Here’s your chance to win respect for sucking. Don’t hold back—the more epic the fail, the better. Failure is life’s great teacher; if you can show that you learned from that time you cataclysmically face-planted, that’s 10x better than bragging about the one time you did something right. Done with thoughtfulness and authenticity, this tactic can be incredibly disarming.

4. “What salary are you targeting?”

Before the interview starts, project a yearly salary. Add another $5,000. Say that number. Now shut the fuck up. No, no, no—don’t rationalize. Don’t give more detail. Shut the fuck up. Immediately justifying your number shows insecurity. Save the explanation for any possible follow-up questions. If they want to negotiate (and they might), you’ll already be $5,000 ahead.

“Do you have any questions for me?”

Doofus McDumbass will take this golden opportunity to ask about the hours, the paycheck, and the vacation policy. Don’t be Doofus McDumbass. This is your last chance to to glean key information and wow the person sitting across from you.

I care about a company’s culture and values. Whenever I asked what those were outright, however, I received a canned response. These two questions give more authentic insight:

1. “What’s been your favorite day at the company?”

2. “Who is the best person that you’ve worked with?”

By forcing the interview out of rote responses, I learned much more about the culture and type of people within the company. The answers were filled with illuminating stories, not modified PowerPoint slides. These questions are also overwhelmingly positive and chances are the interviewer will love reminiscing. Not a bad note to end an interview with, eh?

I also like to employ the sneaky catch-all:

Are there any other questions that you think I should be asking?

A note on body language

I won’t be so bold as to reduce an entire mode of communication to a paragraph (if you’d like a book, this is a good one). On second thought, you’re damn right I will. Here’s the 80/20: when talking, don’t touch your face, neck, head, or opposite shoulder. At best, it shows insecurity. At worst, it looks like you’re lying. Keep things simple and leave your hands on your knees or the desk in front of you.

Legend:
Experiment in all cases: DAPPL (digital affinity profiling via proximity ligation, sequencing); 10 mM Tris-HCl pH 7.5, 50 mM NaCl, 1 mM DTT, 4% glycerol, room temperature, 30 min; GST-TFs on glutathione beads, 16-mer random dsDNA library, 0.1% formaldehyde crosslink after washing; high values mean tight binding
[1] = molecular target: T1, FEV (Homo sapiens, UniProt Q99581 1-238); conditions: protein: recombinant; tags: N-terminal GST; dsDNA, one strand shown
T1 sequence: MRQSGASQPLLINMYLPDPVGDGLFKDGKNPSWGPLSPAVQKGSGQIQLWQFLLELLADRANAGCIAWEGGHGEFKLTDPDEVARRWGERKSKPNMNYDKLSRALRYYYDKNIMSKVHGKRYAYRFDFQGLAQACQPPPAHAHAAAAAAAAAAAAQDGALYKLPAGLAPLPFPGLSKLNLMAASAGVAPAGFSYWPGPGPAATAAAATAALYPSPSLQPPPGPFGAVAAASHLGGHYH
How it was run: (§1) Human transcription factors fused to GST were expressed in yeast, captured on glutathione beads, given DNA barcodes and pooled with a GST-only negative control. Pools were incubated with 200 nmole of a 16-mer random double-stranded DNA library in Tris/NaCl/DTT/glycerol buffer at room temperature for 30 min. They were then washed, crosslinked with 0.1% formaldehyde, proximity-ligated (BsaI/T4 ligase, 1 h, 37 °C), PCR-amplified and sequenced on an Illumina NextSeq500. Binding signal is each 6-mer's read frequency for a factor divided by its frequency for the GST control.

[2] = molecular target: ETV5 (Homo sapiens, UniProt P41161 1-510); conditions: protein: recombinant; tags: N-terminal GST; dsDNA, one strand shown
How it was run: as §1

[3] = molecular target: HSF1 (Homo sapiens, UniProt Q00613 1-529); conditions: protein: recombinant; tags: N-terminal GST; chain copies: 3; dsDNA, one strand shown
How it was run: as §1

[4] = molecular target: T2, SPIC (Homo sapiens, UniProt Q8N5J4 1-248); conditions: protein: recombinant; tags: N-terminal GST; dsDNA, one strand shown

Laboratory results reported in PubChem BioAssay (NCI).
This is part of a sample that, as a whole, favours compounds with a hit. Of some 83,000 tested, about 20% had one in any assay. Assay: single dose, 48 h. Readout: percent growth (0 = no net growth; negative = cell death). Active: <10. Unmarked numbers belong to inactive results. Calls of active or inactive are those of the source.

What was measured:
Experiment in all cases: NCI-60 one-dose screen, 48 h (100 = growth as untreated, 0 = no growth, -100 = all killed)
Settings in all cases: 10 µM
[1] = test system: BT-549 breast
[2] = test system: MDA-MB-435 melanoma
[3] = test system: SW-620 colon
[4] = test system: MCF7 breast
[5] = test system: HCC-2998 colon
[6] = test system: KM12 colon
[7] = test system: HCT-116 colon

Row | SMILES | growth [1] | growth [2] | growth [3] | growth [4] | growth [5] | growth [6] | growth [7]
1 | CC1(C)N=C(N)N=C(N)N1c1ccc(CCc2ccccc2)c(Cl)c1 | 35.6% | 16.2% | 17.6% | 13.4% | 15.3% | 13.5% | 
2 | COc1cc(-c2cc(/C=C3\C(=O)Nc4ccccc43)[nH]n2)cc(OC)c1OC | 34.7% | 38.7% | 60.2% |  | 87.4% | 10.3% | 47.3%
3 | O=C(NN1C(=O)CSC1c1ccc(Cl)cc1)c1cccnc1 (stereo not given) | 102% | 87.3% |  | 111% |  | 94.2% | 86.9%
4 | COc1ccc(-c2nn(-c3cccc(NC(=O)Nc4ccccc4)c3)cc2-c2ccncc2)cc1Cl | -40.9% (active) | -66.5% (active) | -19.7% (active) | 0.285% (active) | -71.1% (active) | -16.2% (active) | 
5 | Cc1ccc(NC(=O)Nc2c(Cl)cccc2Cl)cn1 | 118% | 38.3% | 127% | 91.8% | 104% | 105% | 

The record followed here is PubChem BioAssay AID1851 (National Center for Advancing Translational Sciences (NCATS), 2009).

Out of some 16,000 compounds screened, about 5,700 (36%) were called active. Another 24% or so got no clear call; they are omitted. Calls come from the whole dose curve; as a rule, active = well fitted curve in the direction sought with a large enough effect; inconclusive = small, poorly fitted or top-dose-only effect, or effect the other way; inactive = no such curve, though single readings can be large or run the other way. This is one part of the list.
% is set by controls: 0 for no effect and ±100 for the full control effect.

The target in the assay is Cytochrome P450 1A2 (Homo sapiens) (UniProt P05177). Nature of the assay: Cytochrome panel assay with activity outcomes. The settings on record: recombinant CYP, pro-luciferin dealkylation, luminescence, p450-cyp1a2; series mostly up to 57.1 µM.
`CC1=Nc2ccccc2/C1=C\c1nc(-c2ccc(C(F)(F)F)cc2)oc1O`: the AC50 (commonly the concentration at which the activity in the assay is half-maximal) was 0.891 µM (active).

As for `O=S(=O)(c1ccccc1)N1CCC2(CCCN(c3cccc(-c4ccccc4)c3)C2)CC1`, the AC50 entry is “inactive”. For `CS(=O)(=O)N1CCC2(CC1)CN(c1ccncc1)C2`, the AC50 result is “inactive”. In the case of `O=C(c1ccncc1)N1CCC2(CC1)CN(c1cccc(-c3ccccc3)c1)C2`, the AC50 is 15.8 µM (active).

The good news: you’re through the thick of it. The bad news: at this point, things are mostly out of your control.

Immediately following the interview, take notes. What are the position’s responsibilities? Any notable bits of info about the company? Questions you stumbled on? This will be an invaluable reference.

Follow-up notes are overrated, but they help move the conversation along. The next day, send a quick message, “Hey ____, really enjoyed speaking today. Would love to keep talking, let me know any next steps?” Unless, of course, ____ sucked and you have zero interesting in continuing the discussion.

The goal of most second, third, and fourth round interviews is for the rest of the team to vet you, and make sure that they can work well with you. And to prove that you’re not completely full of shit. To prepare, review your notes, brainstorm a few initiatives, relax, and hope that people like you.

To maintain your sanity, keep this in mind: most job opportunities won’t pan out. There could be any number of reasons: someone else has more experience, the field is unfamiliar, more specialized skills are required, the position ceases to exist, whatever. Don’t get hung up. In fact, if you’re batting above .500 on job opportunities, you’re selling yourself short and need to cast your net wider. My “success rate” was less than 10%. Even though I turned down a number of second round interviews, I also didn’t get offers from some top choices. And you know what? It all worked itself out—my new job is amazing.

Above all, remember this: when the offers start coming—and they will—don’t choose the higher salary. Don’t choose the prestigious title. Don’t choose the safe career move. When the time comes to walk a new path, there is only one question worth answering:

What will you be paid to learn?

One thought on “How to Job Search Like a Savage

  1. Hey Alex,
    I’m in a business frat at the U of SC, and have been following your blog for a while. I have a similar job hunt philosophy, and it has worked for me, but I think your experience could be really valuable for our brothers. Would you be interested in Skype-speaking to our chapter? You can learn more about us on the website I listed, and can email me as well. Thanks!